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Publication numberUS7084678 B2
Publication typeGrant
Application numberUS 10/482,938
PCT numberPCT/NL2001/000514
Publication dateAug 1, 2006
Filing dateJul 6, 2001
Priority dateJul 6, 2001
Fee statusPaid
Also published asDE60108908D1, DE60108908T2, EP1405417A1, EP1405417B1, US20040252805, WO2003005588A1
Publication number10482938, 482938, PCT/2001/514, PCT/NL/1/000514, PCT/NL/1/00514, PCT/NL/2001/000514, PCT/NL/2001/00514, PCT/NL1/000514, PCT/NL1/00514, PCT/NL1000514, PCT/NL100514, PCT/NL2001/000514, PCT/NL2001/00514, PCT/NL2001000514, PCT/NL200100514, US 7084678 B2, US 7084678B2, US-B2-7084678, US7084678 B2, US7084678B2
InventorsPaulus Thomas M. Van Zeijl
Original AssigneeTelefonaktiebolaget Lm Ericsson (Publ)
Export CitationBiBTeX, EndNote, RefMan
External Links: USPTO, USPTO Assignment, Espacenet
Fractional frequency divider
US 7084678 B2
Abstract
A frequency divider device includes a divider input and a phase count and select section. The phase count and select section includes at least two phase count and select inputs each communicatively connected to the divider input (for receiving each at least one phase shifted signal having a phase difference with respect to the other phase shifted signal); a signal generator section (for generating an output signal); a switch device; an inverter device; a counter device; and, a switch actuator device.
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Claims(31)
1. A frequency divider device comprising:
a phase shifter section comprising:
a first shifter input for receiving a first shifter input signal and
a second shifter input for receiving a second shifter input signal having a phase difference with respect to said first shifter input signal;
a plurality of shifter outputs for outputting as phase shifted signals at least two of: a first signal, a second signal, and at least one intermediate phase signal, said phase shifted signals having a phase shift with respect to each other;
said phase shifter section being arranged to generate said intermediate phase signal by superimposing said first signal on said second signal, the first signal being based on the first shifter input signal and the second signal being based on the second shifter input signal;
a phase count and select section comprising:
at least two phase count and select inputs each communicatively connected to the phase shifter outputs, for receiving each at least one of said phase shifted signals;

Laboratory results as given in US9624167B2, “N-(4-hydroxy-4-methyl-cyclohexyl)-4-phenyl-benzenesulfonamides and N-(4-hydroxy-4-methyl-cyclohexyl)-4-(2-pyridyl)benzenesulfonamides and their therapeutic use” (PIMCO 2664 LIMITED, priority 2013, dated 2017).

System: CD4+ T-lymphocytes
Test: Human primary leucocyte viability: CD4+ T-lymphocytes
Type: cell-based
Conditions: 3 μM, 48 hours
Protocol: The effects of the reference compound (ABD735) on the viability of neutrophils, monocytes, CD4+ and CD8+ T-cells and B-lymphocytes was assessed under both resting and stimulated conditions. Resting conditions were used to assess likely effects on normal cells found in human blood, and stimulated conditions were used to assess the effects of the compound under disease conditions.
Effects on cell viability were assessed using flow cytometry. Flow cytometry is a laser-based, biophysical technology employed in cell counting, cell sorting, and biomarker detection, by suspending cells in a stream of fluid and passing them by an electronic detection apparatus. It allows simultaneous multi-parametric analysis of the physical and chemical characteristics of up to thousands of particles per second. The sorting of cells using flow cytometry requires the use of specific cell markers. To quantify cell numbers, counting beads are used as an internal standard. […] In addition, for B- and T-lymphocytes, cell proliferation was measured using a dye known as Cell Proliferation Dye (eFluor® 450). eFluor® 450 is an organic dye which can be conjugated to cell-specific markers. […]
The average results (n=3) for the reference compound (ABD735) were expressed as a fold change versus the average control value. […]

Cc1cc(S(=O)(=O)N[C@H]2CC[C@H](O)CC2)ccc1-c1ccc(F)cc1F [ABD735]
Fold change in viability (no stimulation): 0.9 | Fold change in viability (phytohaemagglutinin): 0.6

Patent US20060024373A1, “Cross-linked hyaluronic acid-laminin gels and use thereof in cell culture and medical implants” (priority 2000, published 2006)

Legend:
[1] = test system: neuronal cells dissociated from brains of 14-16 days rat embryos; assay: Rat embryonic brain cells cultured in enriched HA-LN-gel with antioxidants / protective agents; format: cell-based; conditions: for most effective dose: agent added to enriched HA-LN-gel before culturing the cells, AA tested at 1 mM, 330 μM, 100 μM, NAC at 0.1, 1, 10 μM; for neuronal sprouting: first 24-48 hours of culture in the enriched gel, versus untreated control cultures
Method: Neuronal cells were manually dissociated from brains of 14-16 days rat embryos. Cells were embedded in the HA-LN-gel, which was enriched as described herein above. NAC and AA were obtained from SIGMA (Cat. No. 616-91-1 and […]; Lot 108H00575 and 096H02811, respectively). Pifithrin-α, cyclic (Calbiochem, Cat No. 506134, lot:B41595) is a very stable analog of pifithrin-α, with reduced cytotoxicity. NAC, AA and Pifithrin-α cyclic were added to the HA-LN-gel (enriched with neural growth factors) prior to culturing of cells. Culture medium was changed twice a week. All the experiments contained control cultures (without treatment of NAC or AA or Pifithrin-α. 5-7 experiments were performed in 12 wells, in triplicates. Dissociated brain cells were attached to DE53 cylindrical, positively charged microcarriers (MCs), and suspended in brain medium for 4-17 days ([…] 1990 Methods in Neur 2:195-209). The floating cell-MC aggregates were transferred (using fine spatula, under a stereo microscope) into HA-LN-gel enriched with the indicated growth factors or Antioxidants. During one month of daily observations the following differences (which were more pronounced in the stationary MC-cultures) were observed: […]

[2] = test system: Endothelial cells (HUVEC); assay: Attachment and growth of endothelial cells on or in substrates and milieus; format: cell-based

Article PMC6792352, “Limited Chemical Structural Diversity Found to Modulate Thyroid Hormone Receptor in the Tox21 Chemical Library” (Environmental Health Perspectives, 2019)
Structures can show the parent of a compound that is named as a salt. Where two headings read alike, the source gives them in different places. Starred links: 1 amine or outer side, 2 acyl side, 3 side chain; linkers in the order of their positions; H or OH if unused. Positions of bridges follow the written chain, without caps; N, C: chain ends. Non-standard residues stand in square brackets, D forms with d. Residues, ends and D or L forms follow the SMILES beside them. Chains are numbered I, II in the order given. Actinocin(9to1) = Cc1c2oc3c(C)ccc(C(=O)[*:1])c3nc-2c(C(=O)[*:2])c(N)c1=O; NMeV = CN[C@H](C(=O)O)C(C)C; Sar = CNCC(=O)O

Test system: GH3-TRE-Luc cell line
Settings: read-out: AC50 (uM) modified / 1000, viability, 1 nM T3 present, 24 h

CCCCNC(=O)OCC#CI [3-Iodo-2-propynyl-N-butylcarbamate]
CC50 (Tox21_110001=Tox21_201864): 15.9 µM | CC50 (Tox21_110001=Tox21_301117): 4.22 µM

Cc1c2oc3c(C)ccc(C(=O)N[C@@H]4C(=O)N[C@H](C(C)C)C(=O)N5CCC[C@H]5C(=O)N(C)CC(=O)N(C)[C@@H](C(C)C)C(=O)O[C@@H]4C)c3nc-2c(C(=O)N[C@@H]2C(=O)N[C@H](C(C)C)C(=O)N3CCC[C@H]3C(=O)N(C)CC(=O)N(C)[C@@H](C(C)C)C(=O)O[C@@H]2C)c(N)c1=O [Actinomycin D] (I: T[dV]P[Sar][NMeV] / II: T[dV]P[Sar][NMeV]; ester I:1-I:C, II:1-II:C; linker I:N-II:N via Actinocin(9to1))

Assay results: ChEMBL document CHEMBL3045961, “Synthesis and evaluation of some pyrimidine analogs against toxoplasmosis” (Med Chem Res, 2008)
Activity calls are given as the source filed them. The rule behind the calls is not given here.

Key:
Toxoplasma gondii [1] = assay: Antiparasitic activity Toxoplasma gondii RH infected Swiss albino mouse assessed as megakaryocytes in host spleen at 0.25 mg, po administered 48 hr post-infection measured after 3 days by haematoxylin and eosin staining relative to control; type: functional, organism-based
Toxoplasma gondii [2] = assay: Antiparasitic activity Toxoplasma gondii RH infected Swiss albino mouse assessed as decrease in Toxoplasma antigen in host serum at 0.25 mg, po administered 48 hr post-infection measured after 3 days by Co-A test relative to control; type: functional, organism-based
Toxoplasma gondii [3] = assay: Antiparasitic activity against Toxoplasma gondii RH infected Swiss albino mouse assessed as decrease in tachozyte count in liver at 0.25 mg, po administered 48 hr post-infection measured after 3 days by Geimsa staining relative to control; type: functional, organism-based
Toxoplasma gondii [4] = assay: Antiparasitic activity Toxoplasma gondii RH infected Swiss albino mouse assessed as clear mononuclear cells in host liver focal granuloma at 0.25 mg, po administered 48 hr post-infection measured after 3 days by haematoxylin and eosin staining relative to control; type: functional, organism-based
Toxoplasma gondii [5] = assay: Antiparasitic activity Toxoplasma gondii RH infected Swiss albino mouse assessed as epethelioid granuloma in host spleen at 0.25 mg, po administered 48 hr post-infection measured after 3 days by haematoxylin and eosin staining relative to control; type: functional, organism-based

a signal generator section for generating an output signal;
a switch device having at least two switch inputs each connected to at least one of said phase count and select inputs, said switch device further having at least one switch output, said switch device connecting a selected input of said switch inputs with said switch output;
an inverter device for switching said output signal from a current state to a substantially inverse state when a selected signal from said selected input has a transition from a first state to a second state;
a counter device for determining a number of periods of said selected signal;
a switch actuator device for switching said switch device to another one of said switch inputs when a value of said counter device has reached a preset switching value; and
a divider output for transmitting said output signal.
2. A frequency divider device as claimed in claim 1, wherein said phase shifter section is a phase splitter section including: a chain of splitter components, said chain having a first end connected to said first shifter input and a second end connected to said second shifter input, said chain including at least one node at which at least two splitter components are connected to each other, and wherein at least one of said shifter outputs is connected to at least one of said nodes.
3. A frequency divider device as claimed in claim 2, wherein said phase splitter section comprises a resistive splitter, a capacitive splitter, an inductive splitter, or a combination of such splitters.
4. A frequency divider device as claimed in claim 2, wherein the chain of splitter components comprises at least two resistors with a resistance selected such that a contribution of the first and second shifter input signals to the intermediate phase signal is equal.
5. A frequency divider device as claimed in claim 1, wherein said phase shifter section includes at least one filter section having an adjustable time constant and an actuator device for adjusting said adjustable time constant after a predetermined number of periods of said selected phase shifted signal.
6. A frequency divider device as claimed in claim 5, wherein said filter section includes at least a low-pass filter.
7. A frequency divider device as claimed in claim 5, wherein said filter section includes at least a high-pass filter.
8. A frequency divider device as claimed in claim 5, wherein said filter section includes at least an all-pass filter.
9. A frequency divider device as claimed in claim 5, wherein said filter section includes at least a poly-phase filter.
10. A frequency divider device as claimed in claim 5, wherein said filter section includes at least one varistor.
11. A frequency divider device as claimed in claim 5, wherein said filter section includes at least one variable capacitor.
12. A frequency divider device as claimed in claim 5, wherein said filter section includes at least one variable inductor.
13. A frequency divider device as claimed in claim 1, wherein an input frequency is a non-integer multiple of the frequency of said output signal.
14. A frequency divider device as claimed in claim 1, wherein in use the division ratio of the frequency divider device changes continuously.
15. A frequency divider device as claimed in claim 1, further including at least phase calibration section for controlling the phase of the second shifter input signal with respect to the phase of the first shifter input signal.
16. A phase locked loop circuit comprising: